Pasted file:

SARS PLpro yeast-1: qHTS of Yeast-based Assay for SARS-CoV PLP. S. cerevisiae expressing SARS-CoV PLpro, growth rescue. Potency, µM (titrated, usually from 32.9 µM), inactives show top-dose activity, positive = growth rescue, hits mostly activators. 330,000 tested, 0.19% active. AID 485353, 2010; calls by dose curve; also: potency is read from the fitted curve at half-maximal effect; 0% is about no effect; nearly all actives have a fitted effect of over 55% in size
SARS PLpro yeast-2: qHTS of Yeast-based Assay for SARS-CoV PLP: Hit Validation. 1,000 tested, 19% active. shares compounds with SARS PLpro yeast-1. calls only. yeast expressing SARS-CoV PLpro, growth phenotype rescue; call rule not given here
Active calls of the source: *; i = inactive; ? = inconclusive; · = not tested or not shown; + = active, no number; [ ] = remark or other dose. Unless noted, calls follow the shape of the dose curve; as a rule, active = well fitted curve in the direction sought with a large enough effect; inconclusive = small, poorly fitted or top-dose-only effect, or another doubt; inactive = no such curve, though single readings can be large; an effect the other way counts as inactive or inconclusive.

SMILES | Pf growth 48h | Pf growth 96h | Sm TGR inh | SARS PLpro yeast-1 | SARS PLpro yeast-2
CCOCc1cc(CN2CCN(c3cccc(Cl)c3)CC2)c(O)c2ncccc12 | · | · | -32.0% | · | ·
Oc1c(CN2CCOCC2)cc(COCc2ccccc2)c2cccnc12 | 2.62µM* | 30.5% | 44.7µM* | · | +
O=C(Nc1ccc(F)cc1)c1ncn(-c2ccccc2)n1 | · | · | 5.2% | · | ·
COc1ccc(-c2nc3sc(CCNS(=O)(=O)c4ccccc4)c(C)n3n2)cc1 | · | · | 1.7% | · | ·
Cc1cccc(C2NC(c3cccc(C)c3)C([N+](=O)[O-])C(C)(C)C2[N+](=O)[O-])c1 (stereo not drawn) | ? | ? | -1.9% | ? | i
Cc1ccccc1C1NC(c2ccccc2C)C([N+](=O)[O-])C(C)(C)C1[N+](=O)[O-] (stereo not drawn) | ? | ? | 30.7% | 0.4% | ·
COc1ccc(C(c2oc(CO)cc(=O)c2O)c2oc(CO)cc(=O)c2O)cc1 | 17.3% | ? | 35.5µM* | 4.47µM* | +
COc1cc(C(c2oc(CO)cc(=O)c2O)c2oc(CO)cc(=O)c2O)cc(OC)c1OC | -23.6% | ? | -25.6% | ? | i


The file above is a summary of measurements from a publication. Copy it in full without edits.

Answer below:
SARS PLpro yeast-1: qHTS of Yeast-based Assay for SARS-CoV PLP. S. cerevisiae expressing SARS-CoV PLpro, growth rescue. Potency, µM (titrated, usually from 32.9 µM), inactives show top-dose activity, positive = growth rescue, hits mostly activators. 330,000 tested, 0.19% active. AID 485353, 2010; calls by dose curve; also: potency is read from the fitted curve at half-maximal effect; 0% is about no effect; nearly all actives have a fitted effect of over 55% in size
SARS PLpro yeast-2: qHTS of Yeast-based Assay for SARS-CoV PLP: Hit Validation. 1,000 tested, 19% active. shares compounds with SARS PLpro yeast-1. calls only. yeast expressing SARS-CoV PLpro, growth phenotype rescue; call rule not given here
Active calls of the source: *; i = inactive; ? = inconclusive; · = not tested or not shown; + = active, no number; [ ] = remark or other dose. Unless noted, calls follow the shape of the dose curve; as a rule, active = well fitted curve in the direction sought with a large enough effect; inconclusive = small, poorly fitted or top-dose-only effect, or another doubt; inactive = no such curve, though single readings can be large; an effect the other way counts as inactive or inconclusive.

SMILES | Pf growth 48h | Pf growth 96h | Sm TGR inh | SARS PLpro yeast-1 | SARS PLpro yeast-2
CCOCc1cc(CN2CCN(c3cccc(Cl)c3)CC2)c(O)c2ncccc12 | · | · | -32.0% | · | ·
Oc1c(CN2CCOCC2)cc(COCc2ccccc2)c2cccnc12 | 2.62µM* | 30.5% | 44.7µM* | · | +
O=C(Nc1ccc(F)cc1)c1ncn(-c2ccccc2)n1 | · | · | 5.2% | · | ·
COc1ccc(-c2nc3sc(CCNS(=O)(=O)c4ccccc4)c(C)n3n2)cc1 | · | · | 1.7% | · | ·
Cc1cccc(C2NC(c3cccc(C)c3)C([N+](=O)[O-])C(C)(C)C2[N+](=O)[O-])c1 (stereo not drawn) | ? | ? | -1.9% | ? | i
Cc1ccccc1C1NC(c2ccccc2C)C([N+](=O)[O-])C(C)(C)C1[N+](=O)[O-] (stereo not drawn) | ? | ? | 30.7% | 0.4% | ·
COc1ccc(C(c2oc(CO)cc(=O)c2O)c2oc(CO)cc(=O)c2O)cc1 | 17.3% | ? | 35.5µM* | 4.47µM* | +
COc1cc(C(c2oc(CO)cc(=O)c2O)c2oc(CO)cc(=O)c2O)cc(OC)c1OC | -23.6% | ? | -25.6% | ? | i